The blunt instruments introduced by the government to curb further increases in COVID-19 cases have the potential to do more harm than good, particularly to the hospitality industry.
The measures announced by the Prime Minister, which followed quickly on the heels of those introduced by our own local authorities in the North East at the end of last week, could have a devastating effect on our sector and potentially cost thousands of jobs.
To be clear, I’m not putting our businesses before the health and safety of our staff, customers and everyone else in the country.
I believe there should be a better, more long-term strategy to stabilising and managing coronavirus outbreaks during the pandemic. Currently, everything is reactive and just short-term measures, and this is a perfect example.
My business has 20 hospitality venues including restaurants, bars and hotels, across the North East and we heard of the potential of these new measures with two days’ notice. The same is true for all other venues in England outside our region who heard this news on Tuesday and have just till today to prepare.
In our case, all our staff, management team and everyone connected to the business has been working really long hours with sleepless nights to work out how we keep our businesses moving forward and ride out this storm. I expect that has been replicated nationwide across the hospitality sector.
This sort of action, without due consideration and with no discussion with operators and venue owners simply beggar’s belief.
I am no scientist, but what I do know is that we have been operating table service and social distancing across all our restaurants and bars since we reopened and there have been no issues whatsoever.
We’ve managed, even with these measures, to create a welcoming atmosphere for friends and family to socialise together safely since we reopened the doors of our venues in July. That won’t stop with the introduction of shorter opening hours, but it will make the public think twice about coming out to enjoy themselves.
Anyone who follows Health Secretary Matt Hancock’s statement from last week to the letter and does not mix with those outside their household will slash the number of people booking tables in bars and restaurants.
There is a distinct lack of clarity about whether you can socialise with friends or just family members from your household and support bubble at a table service-only venue.
The hospitality sector is vital to the North East economy employing thousands of people across hundreds of venues. Some may find it difficult to continue under these restrictions.
However, it could have all been very different, and still could be, with a common sense, long-term strategy.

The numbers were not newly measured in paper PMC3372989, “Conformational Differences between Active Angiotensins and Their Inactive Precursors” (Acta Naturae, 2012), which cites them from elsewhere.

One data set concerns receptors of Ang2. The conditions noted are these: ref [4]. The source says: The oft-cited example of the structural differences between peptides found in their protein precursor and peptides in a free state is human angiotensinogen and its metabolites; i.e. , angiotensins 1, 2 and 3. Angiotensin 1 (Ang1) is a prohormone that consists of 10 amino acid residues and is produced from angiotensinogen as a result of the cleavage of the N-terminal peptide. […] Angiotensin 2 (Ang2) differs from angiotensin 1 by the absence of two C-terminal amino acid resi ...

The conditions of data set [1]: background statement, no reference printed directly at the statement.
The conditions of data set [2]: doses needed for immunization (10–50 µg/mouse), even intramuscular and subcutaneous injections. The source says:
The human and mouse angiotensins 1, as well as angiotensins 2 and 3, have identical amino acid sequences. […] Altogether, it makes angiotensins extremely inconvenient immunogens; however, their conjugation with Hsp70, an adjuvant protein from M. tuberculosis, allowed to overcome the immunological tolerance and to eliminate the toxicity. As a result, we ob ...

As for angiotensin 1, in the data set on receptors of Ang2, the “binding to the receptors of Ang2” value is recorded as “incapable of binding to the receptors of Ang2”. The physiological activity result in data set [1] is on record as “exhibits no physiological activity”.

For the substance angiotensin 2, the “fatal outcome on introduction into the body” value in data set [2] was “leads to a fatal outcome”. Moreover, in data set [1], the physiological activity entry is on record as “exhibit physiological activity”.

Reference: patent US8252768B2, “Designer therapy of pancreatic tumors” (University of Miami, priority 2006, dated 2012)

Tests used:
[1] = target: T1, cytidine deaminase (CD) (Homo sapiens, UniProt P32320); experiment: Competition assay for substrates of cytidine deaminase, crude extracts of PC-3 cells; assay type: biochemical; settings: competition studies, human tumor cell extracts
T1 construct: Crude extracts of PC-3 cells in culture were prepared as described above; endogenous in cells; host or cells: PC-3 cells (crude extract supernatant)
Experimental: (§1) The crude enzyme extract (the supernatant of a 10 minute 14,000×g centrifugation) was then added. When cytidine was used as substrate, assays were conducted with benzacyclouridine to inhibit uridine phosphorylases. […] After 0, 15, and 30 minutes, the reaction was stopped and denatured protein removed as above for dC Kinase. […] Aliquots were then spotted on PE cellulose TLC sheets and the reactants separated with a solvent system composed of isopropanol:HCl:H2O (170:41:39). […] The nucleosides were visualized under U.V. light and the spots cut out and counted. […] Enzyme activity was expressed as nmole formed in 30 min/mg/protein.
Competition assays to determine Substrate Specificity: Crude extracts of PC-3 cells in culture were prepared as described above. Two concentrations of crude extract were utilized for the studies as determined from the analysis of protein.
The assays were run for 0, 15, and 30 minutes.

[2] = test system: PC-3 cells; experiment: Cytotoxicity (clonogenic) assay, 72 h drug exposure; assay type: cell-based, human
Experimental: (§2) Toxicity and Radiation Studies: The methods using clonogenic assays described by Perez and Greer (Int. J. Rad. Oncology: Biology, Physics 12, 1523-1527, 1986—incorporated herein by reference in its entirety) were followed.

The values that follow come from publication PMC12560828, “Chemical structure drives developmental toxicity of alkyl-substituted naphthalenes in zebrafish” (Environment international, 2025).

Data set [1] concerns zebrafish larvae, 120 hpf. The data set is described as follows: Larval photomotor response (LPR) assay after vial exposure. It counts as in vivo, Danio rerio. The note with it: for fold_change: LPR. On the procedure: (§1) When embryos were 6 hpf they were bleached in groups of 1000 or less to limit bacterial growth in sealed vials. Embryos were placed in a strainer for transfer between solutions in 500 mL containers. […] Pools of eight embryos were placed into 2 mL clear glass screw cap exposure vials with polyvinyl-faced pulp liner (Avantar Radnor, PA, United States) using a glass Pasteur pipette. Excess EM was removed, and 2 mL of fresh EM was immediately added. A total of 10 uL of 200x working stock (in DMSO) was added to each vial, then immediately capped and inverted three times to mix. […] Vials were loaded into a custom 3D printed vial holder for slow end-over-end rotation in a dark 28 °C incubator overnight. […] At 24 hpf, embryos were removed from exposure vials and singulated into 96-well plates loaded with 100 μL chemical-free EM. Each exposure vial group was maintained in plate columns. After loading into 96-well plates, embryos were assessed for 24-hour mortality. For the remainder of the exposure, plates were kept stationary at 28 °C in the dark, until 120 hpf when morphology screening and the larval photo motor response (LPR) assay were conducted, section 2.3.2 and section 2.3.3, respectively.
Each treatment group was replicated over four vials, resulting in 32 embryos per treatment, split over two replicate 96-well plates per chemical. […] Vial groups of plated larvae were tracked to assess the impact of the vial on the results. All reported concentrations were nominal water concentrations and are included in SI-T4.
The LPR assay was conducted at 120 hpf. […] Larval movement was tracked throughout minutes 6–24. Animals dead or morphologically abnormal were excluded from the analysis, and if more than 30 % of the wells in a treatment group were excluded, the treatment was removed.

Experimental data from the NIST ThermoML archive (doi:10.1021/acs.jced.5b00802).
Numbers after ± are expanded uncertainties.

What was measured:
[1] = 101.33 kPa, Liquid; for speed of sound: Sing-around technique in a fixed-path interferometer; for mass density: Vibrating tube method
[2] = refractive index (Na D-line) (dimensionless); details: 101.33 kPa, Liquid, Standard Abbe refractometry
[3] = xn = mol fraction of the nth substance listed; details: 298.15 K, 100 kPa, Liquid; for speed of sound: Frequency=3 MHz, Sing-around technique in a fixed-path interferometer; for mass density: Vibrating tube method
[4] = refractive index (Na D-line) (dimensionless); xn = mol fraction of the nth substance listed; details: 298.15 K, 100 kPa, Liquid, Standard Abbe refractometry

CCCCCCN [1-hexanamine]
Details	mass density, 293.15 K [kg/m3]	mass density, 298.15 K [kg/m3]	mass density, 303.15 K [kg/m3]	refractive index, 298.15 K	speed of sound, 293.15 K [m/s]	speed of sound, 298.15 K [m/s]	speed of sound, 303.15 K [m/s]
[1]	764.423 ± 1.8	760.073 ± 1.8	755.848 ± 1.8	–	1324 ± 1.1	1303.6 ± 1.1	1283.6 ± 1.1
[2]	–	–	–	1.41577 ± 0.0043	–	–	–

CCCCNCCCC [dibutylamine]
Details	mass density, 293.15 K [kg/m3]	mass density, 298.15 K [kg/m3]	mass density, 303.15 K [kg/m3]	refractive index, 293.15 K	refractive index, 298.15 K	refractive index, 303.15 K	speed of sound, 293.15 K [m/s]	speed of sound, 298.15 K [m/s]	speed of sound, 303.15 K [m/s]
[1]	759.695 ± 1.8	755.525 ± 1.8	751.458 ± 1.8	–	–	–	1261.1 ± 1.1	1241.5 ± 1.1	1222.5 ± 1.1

This should include a programme of inspections of pubs and restaurants to make sure they are applying all the measures they can to keep their customers and staff safe.
We are all so used to seeing the Food Hygiene star rating sticker in the window of every food-serving business we use. It is a clear indication of the cleanliness of a venue and gives customers the confidence and information they need.
Surely the same method should be applied to pubs and restaurants to make sure they are COVID-safe and effectively applying all the measures?
Since we reopened our bars and restaurants in July, we have yet to have a visit from anybody inspecting whether we are doing things in the correct manner.
If the government and local authorities are thinking of blanket measures this should be one of them. It is happening sporadically in different areas of the country, including on our doorstep in the Tees Valley. Middlesbrough Mayor Andy Preston has introduced a team of officers checking on premises to ensure social distancing and other measures are in place.
Before Tuesday’s announcement, Middlesbrough and the rest of the Tees Valley had avoided being part of the measures introduced for the rest of the North East. A few weeks ago, cases were rising, but the area has applied all the measures at its disposal, such as inspections and social media campaigns. to help stabilise the number of cases. We have two venues in Yarm, and they have been running perfectly well and safely with the measures in place.
Bringing in random inspections for premises and giving them something to display to demonstrate that they are complying with the measures will help local authorities better police their areas and make more informed decisions before forcing restrictions on their residents and businesses.
Local authorities will say they don’t have the resources to monitor and inspect bars and restaurants, but over the next three months, I would deploy other council workers like traffic wardens and parking attendants to support the scheme.
Those venues that fail should be shut down and those of us that are working incredibly hard to implement all the measures the government has asked us to do and effectively applying them, can stay open.
A simple approach like this would have had a bigger effect earlier in the pandemic and helped control further outbreaks. For the here and now, it would give the public confidence, allow venues to return to their normal operating hours and help protect valuable jobs across our region.